Ours is a country that prides itself on freedom of choice and a belief that anyone, born in any class, can through education and hard work, succeed in America.
That is why we must, FINALLY, fix our education system. I did not say public education system purposely, because there are now so many paths to victory in America.
We are now giving parents and kids more choices in education -- and isn't that what it's all about, great schools?
Today, parents in largely minority neighborhoods in New York and Los Angeles and other big urban centers have the hope of getting their children into a KIPP or Success Academy Charter School or Urban Assembly School. Into Catholic schools or Yeshivas that offer longer days and private school facilities for modest tuitions.
Great educators like David Levin and Richard Kahan and Eva Moskowitz have taken their considerable talents to create great schools that prove that longer school days, longer school years and early science education are just some of the ingredients we need to inject into our schools to make our kids succeed.
We are in a global arms race for jobs over the next few decades -- over three billion people will be chasing just 1.2 billion jobs. We must make sure our kids are properly educated for the jobs of the 21st century and that they can compete with the soaring education systems of China and India.
We must do better. More charter schools, revived Catholic and Jesuit schools and yeshivas (helped by tax credits), public schools that are bolstered by true teacher and principal training and mentoring -- these are the ways that parents and kids will benefit from true choice.
In New York, former elected leader Eva Moskowitz has put together an interesting and effective chain of charter schools in Manhattan and Brooklyn called Success Academies. Using simple techniques like longer school years and school days, cheerier surroundings, daily science and chess instruction, uniforms and rigorous teacher training, she has reversed a pattern of failure in Harlem, one of the city's toughest neighborhoods for poverty and poor elementary schools.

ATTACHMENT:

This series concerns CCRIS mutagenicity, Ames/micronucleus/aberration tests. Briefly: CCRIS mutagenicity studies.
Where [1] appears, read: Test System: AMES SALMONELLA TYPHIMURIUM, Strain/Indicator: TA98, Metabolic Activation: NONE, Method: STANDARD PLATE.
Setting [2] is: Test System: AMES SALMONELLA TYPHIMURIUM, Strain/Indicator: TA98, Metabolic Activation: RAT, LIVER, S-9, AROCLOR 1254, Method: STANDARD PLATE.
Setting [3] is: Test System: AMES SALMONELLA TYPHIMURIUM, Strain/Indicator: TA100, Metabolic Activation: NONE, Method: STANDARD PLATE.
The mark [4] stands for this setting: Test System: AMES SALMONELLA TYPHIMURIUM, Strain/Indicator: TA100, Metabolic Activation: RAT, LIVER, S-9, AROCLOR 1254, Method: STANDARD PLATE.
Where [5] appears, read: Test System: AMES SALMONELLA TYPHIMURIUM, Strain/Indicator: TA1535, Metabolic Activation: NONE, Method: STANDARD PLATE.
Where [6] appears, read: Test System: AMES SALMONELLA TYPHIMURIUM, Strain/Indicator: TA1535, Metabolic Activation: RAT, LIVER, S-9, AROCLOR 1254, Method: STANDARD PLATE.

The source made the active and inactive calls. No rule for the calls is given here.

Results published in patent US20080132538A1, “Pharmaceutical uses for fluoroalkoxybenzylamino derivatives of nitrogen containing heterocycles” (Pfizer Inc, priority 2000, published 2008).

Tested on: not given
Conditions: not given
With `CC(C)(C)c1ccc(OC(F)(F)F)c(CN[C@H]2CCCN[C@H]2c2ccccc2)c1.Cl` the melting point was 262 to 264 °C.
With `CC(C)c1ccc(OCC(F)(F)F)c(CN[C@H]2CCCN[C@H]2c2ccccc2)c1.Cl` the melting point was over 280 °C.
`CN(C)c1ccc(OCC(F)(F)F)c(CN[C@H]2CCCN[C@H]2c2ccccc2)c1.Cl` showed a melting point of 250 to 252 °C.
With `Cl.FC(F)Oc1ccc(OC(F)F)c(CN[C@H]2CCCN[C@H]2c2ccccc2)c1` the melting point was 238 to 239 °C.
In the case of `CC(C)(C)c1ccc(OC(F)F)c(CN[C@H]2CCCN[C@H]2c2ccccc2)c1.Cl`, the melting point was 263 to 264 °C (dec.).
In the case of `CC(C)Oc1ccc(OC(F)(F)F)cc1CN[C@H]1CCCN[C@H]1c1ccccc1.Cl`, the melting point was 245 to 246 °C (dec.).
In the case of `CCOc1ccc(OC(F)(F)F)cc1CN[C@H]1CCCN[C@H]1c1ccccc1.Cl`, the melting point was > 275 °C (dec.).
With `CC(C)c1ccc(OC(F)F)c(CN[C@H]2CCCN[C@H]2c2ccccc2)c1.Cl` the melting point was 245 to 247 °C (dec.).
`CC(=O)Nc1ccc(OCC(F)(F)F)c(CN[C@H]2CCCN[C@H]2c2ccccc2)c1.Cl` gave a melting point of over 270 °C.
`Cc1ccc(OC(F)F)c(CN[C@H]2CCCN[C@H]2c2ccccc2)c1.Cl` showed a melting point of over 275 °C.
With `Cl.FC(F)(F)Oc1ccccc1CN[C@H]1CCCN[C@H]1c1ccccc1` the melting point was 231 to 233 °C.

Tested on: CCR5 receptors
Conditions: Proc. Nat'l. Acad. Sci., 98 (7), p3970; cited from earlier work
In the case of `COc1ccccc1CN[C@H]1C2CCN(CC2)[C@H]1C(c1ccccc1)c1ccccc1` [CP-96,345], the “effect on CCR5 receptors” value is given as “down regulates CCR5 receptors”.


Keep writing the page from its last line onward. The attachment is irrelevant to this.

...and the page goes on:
Catholic schools like St. Stephen of Hungary on the Upper East Side, pummeled for years by suburban migration, Church scandals and the loss of nuns as free instructors, are now attempting a comeback through smart marketing and offering parents a viable choice to ever-increasing tuitions at New York private schools.
Government should help these Catholic schools and the city's myriad yeshivas with tax credits for parents who choose religious and secular educations for their kids. I am the product of a Yeshiva in the 1970s (before I went on to public high school) and I can vouch for the quality of education I received -- but my parents struggled to pay even the low tuition there, a choice they made because the local public school was substandard.
More charter schools, revived religious schools and a new effort to create public or charter schools to accommodate the growing population of "alternative learning styles" (i.e. learning disabled kids) are the cornerstones of my campaign for mayor of New York City in 2013.
Choice is a hallmark of our country. It is synonymous with freedom. We live in a country where we have choice in our leaders, our religion, our food, our housing, our lifestyles.
Choice in education is not only necessary -- it is crucial for our country's future.
There is no best school -- only the best school for your child. As a parent of three children with different learning needs who went to three different schools in New York, I know this firsthand.
Let's give parents and children a real choice in education.
Our country's future -- and theirs --depends on it.
Tom Allon is a Liberal-backed candidate for mayor of New York City in 2013 and a former public school teacher at Stuyvesant High School. He also helped create two public high schools: Eleanor Roosevelt H.S. and Frank McCourt H.S.
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